// archives

Archive for March 7th, 2018

Italy: The Migrant ‘Flood’

Lucky old Italy just got two Donald Trumps for the price of one. One of the big winners in last Sunday’s Italian election was the Five-Star Movement, whose 31-year-old leader Luigi di Maio has promised to stop sending out rescue boats to save migrants from drowning when their flimsy craft sink halfway across the Mediterranean. A “sea taxi service”, he calls it, and promises to send all the survivng illegal immigrants home.

So does Matteo Salvini, the leader of the League (formerly the Northern League), the other big winner in the election. “I’m sick of seeing immigrants in hotels and Italians who sleep in cars,” Salvini told supporters at a recent rally in Milan. He pledges to send 150,000 illegal migrants home in his first year in government.

It is not yet clear whether Salvini and/or di Maio will actually be in government. A coalition between the Five-Star Movement and the League would command a majority in parliament and is one possibility, but other combinations are also possible. However, it’s already clear that these two populists won more than half the votes on openly racist platforms.

‘Openly racist’? Di Maio and Salvini generally stop just a millimetre short of that, but Attilio Fontana, the senior League member who has just won the governorship of Lombardy, Italy’s richest region, has no such qualms. “We have to decide if our ethnicity, if our white race, if our society continues to exist or if it will be canceled out,” he said recently.

Now it’s true that 600,000 illegal migrants, mostly from Africa and the Middle East, mostly Muslim, and mostly young men, have arrived on Italy’s shores in the past four years, which was bound to startle the older residents. On the other hand, there are 60 million people in Italy, so that’s just one percent of the population. Why is that such a big deal?

You might as well ask why it’s such a big deal that an estimated half-million illegal migrants enter the United States each year. That is only one illegal immigrant per year for every 600 people who are already in the country. Half of those illegals aren’t even Mexicans, and yet Donald Trump won a lot of votes by promising to build a Wall on the Mexican border to stop them.

Both in the United States and in Italy, the real fuel behind the populist surge is high unemployment (the official US figure is a fantasy) and long-term stagnation in the incomes of the lower-paid half of the population. The immigration issue just serves as a visible symbol of the displacement so many feel as the economy pushes them to the margins.

The popular discontent and the political malaise cannot be cured by sending a few hundred thousand migrants home, even if that were easily done. In many cases, it is practically impossible.

The Mexican government currently cooperates with the US, so at the moment it is relatively easy to send illegal immigrants back across that border. The illegal migrants in Italy and other European Union countries are a quite different story, because their countries of origin will generally not want them back, and EU human rights laws make it hard to just give them parachutes and push them out of planes.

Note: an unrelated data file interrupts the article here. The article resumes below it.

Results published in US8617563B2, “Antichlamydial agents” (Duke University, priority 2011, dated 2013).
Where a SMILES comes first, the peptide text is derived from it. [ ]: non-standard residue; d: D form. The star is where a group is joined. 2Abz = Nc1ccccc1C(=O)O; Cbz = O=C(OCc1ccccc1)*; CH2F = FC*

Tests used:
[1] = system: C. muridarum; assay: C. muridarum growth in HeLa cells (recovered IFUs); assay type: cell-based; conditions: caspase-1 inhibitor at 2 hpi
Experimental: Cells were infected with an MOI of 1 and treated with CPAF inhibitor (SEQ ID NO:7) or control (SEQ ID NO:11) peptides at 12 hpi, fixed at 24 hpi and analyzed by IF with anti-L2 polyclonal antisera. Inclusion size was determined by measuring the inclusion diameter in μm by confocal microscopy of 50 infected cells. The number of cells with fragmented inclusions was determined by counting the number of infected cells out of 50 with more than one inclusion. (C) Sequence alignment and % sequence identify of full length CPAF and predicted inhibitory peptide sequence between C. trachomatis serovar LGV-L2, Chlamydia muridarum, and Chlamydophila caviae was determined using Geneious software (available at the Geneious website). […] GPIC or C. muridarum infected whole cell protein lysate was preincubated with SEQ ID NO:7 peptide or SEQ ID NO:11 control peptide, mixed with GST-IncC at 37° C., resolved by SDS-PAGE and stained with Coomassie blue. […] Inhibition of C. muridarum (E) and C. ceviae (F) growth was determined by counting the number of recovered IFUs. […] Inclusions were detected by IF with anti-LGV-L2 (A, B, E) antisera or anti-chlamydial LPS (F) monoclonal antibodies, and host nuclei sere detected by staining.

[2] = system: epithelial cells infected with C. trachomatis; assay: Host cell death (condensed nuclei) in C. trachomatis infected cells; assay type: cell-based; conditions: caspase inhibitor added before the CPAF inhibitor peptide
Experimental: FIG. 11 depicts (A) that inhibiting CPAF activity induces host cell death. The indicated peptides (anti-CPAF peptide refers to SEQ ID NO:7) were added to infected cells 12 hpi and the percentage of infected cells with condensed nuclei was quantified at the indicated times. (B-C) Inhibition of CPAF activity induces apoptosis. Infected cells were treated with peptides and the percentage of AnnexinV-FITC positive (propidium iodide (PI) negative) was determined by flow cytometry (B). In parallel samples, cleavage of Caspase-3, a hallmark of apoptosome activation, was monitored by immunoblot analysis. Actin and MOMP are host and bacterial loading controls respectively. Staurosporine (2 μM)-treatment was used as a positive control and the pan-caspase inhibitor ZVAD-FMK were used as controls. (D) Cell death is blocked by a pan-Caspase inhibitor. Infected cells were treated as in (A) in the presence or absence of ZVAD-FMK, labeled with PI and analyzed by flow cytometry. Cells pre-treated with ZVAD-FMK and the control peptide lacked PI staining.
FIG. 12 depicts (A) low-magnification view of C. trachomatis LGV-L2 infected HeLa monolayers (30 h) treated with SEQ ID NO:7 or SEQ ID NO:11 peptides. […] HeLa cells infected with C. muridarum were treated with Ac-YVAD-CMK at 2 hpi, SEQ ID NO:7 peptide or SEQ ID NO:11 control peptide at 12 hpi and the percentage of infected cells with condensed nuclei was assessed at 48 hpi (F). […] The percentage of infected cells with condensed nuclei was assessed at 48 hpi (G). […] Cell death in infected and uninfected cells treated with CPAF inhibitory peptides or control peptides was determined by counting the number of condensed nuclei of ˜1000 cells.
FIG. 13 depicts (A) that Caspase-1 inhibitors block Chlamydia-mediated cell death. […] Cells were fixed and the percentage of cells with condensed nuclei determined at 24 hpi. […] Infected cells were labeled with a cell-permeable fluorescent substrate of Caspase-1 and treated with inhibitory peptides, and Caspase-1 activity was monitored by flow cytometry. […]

What we are seeing now, however, is a foretaste of the time when the migrant flows grow very large and the politics gets really brutal. In the not too distant future the Mediterranean Sea and the Mexican border will separate the temperate world, where the climate is still tolerable and there is still enough food, from the sub-tropical and tropical worlds of killer heat and dwindling food.

This is a regular subject of confidential discussions in various strategic planning cells in European governments, and also in the grown-up parts of the US government.Ten years ago a senior officer in the intelligence section of the US Joint Chiefs of Staff told me that the US army expected to be ordered by Congress to close the Mexican border down completely within the next twenty years. And he was quite explicit: that meant shooting to kill.

This was many years before Donald Trump came up with the Wall, and even today it’s still not needed. But one day it will be, because global warming will hit the countries closer to the equator far harder than the fortunate countries of the temperate zone, and the main casualty will be food production in the tropics and the sub-tropics.

So the hungry millions will start to move, and the borders of the richer countries in the temperate parts of the world will slam shut to keep them out: the United States, the European Union, Russia, South Africa, Australia. If you think the politics is ugly now, just wait

Of course, a miracle could happen. There could be early and very deep cuts in greenhouse gas emissions worldwide, so that most of the catastrophe never arrives. But I’m having trouble even believing in the Easter Bunny any more. This is harder.
To shorten to 700 words, omit paragraphs 4 and 9. (“Openly…recently”; and “The Mexican…planes”)

Only the Poor Die Screaming

7 January 2018

Only the Poor Die Screaming